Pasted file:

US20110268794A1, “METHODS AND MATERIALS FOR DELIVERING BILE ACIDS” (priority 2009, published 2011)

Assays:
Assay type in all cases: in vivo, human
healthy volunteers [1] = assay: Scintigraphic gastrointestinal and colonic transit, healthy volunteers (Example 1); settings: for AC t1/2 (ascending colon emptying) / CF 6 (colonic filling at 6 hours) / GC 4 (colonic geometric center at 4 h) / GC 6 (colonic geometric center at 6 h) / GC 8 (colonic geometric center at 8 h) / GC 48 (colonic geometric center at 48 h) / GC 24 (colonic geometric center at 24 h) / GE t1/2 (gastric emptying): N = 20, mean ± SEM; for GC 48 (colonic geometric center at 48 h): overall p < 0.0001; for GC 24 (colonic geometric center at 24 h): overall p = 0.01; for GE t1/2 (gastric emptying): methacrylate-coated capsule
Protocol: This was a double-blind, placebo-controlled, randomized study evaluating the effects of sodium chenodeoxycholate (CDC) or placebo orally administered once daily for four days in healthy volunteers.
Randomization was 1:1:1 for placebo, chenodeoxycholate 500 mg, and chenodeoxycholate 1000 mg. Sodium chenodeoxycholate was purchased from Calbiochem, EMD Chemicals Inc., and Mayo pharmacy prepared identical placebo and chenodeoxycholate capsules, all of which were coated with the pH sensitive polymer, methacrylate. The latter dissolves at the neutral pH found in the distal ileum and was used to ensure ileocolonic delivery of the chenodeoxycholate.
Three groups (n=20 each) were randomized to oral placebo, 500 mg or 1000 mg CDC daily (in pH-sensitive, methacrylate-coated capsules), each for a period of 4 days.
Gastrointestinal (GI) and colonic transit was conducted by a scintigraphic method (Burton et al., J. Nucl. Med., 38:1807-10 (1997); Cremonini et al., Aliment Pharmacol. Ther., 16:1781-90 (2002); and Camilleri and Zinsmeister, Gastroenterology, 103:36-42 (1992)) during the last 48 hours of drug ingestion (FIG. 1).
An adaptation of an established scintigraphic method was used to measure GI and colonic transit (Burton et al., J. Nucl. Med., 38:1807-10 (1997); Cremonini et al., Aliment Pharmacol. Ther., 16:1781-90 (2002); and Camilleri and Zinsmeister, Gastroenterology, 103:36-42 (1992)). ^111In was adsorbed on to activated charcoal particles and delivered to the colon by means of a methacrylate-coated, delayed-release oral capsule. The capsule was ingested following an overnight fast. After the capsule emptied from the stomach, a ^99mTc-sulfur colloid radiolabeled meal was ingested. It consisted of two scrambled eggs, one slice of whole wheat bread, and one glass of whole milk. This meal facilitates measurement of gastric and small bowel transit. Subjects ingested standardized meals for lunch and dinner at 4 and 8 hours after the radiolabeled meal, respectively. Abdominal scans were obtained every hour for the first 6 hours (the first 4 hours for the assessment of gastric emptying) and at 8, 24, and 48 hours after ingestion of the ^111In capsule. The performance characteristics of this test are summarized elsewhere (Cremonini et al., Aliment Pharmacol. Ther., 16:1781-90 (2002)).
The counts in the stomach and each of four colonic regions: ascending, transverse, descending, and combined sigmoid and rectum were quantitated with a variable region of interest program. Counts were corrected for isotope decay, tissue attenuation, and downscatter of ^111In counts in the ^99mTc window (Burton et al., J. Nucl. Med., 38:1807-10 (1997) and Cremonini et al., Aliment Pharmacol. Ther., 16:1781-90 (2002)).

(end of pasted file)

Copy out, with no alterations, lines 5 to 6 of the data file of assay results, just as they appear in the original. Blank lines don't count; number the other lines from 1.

Protocol: This was a double-blind, placebo-controlled, randomized study evaluating the effects of sodium chenodeoxycholate (CDC) or placebo orally administered once daily for four days in healthy volunteers.
Randomization was 1:1:1 for placebo, chenodeoxycholate 500 mg, and chenodeoxycholate 1000 mg. Sodium chenodeoxycholate was purchased from Calbiochem, EMD Chemicals Inc., and Mayo pharmacy prepared identical placebo and chenodeoxycholate capsules, all of which were coated with the pH sensitive polymer, methacrylate. The latter dissolves at the neutral pH found in the distal ileum and was used to ensure ileocolonic delivery of the chenodeoxycholate.